The boundaries of the Hittite empire included wide grassy plains, mountains, seacoast, river valleys, and deserts. Grain, olives, and grapes were grown in the fertile valleys of the western region of the empire. In the more mountainous region, raising stock was important. In Taurus and southwest Anatolia, copper, silver, iron, and gold mines were to be found. The metalworking techniques of the Hittites were the most advanced during this time. Trade was also an important part of the empire’s economy, as Anatolia not only connects Asia to Europe; it also straddles the sea route to the Mediterranean. 

The Hittite state was feudal; that is, vassals were awarded lands to manage and provided with serfs in exchange for military service. Life in this society was closely regulated by law. The price of agricultural lands and products were fixed. So, too, were the wages of free men and slaves. Hittite laws were not as harsh as the Babylonian laws; criminals like thieves usually were made to pay heavy fines. The death penalty was reserved for serious crimes, like rape and murder.

Family life in Hittite society was the normal patriarchal. The father is the head of the family, and he can give his daughter away in marriage after the bridegroom has paid a price for the bride. An interesting characteristic of the Hittite society is the prominent role played by women, especially the queen. Queens in the Hittite empire could be included in treaties concluded with other kingdoms. One, Puduhepa, wife of King Hattusilis III, even had correspondence with other rulers. Women in Hittite society were highly respected and had an important part.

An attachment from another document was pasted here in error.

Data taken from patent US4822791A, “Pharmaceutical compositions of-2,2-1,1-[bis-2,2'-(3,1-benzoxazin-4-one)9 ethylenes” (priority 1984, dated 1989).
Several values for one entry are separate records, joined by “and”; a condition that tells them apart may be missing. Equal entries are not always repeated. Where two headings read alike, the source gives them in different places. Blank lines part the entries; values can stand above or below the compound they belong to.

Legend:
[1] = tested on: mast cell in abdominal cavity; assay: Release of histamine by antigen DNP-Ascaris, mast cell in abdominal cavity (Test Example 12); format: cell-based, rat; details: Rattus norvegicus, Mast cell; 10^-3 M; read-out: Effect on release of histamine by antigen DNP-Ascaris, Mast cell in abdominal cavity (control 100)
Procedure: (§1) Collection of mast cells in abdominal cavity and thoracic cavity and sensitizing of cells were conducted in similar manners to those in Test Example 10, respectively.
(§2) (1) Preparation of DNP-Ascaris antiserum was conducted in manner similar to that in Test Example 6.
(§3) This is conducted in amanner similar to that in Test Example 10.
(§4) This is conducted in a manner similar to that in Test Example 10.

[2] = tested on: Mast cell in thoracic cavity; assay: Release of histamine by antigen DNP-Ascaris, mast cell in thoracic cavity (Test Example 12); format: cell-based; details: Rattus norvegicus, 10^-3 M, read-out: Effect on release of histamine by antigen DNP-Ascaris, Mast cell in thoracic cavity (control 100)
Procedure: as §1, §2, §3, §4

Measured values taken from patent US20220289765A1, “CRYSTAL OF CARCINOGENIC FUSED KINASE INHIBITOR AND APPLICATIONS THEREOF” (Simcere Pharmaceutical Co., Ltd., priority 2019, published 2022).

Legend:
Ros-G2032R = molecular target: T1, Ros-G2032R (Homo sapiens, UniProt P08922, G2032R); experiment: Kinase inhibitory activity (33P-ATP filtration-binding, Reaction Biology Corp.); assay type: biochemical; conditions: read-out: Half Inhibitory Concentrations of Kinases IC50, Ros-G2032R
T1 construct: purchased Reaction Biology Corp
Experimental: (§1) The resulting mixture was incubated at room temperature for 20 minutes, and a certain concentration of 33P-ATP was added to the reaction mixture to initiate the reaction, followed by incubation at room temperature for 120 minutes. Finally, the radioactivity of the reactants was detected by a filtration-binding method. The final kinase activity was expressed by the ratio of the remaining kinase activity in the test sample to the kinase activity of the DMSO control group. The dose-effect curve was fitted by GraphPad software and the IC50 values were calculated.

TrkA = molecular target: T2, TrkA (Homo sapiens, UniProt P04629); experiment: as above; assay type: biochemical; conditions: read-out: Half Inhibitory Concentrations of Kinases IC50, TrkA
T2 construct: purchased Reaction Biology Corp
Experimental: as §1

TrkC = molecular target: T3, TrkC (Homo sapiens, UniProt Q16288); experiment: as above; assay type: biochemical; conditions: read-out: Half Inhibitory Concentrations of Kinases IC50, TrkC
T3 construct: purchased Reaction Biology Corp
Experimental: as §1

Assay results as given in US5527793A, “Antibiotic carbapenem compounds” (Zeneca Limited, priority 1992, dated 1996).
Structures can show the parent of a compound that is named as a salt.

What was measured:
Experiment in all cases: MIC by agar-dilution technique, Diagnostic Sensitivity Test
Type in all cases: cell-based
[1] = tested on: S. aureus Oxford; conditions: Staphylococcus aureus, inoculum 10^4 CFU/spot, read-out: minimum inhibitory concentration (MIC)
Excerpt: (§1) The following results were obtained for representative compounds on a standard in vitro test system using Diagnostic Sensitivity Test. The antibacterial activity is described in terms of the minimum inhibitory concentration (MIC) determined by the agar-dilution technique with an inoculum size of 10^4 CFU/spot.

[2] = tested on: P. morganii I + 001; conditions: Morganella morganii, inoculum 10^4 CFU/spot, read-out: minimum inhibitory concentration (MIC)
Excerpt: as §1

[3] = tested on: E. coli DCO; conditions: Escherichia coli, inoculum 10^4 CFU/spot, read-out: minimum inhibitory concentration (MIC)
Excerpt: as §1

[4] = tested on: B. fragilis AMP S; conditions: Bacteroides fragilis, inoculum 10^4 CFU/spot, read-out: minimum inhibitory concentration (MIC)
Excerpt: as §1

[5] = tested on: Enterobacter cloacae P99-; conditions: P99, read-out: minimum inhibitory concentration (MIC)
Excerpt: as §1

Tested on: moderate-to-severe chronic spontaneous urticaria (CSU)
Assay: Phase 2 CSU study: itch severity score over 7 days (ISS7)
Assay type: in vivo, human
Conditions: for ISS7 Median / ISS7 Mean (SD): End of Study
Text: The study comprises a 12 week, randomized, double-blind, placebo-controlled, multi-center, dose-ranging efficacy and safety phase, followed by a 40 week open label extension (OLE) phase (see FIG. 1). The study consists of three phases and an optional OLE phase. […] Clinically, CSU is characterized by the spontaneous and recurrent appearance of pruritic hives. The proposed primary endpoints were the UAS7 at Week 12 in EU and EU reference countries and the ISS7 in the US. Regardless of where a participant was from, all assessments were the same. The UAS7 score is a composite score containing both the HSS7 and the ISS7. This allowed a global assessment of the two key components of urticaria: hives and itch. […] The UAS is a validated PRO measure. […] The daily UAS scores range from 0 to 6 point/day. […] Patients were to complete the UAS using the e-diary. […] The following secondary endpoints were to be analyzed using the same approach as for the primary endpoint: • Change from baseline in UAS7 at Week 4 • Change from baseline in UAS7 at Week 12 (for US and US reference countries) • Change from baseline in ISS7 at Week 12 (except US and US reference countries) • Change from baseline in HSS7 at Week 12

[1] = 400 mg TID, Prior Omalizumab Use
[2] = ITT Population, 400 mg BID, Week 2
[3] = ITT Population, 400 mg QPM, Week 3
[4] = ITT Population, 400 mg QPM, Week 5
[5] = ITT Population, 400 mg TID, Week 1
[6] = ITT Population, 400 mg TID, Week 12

Puduhepa (right) makes an offering to the goddess Hepat 

Hittite society had many officials, men and women, both secular and religious, but how they learned their trade historians had not yet fully established. However, in most cases professions during this era were learned in practice. Occupations such as that of the blacksmith, carpenter, or potter were passed from father to son. This kind of education could cost nothing, but what if a father or mother wanted his/her child to be trained in a certain profession by somebody else? Apparently, cases of this sort had happened often. Historians had found in the Hittite law code a stipulation that fixed the payment for the professional.    

The cuneiform script at this time was a collection of some 350 signs. Teaching people to read and write it must have been a major branch of education. The scribe, too, had to learn to write in the Akkadian language, which was the language of diplomacy then. A school of some sort must have existed to train a highly skilled professional such as a scribe.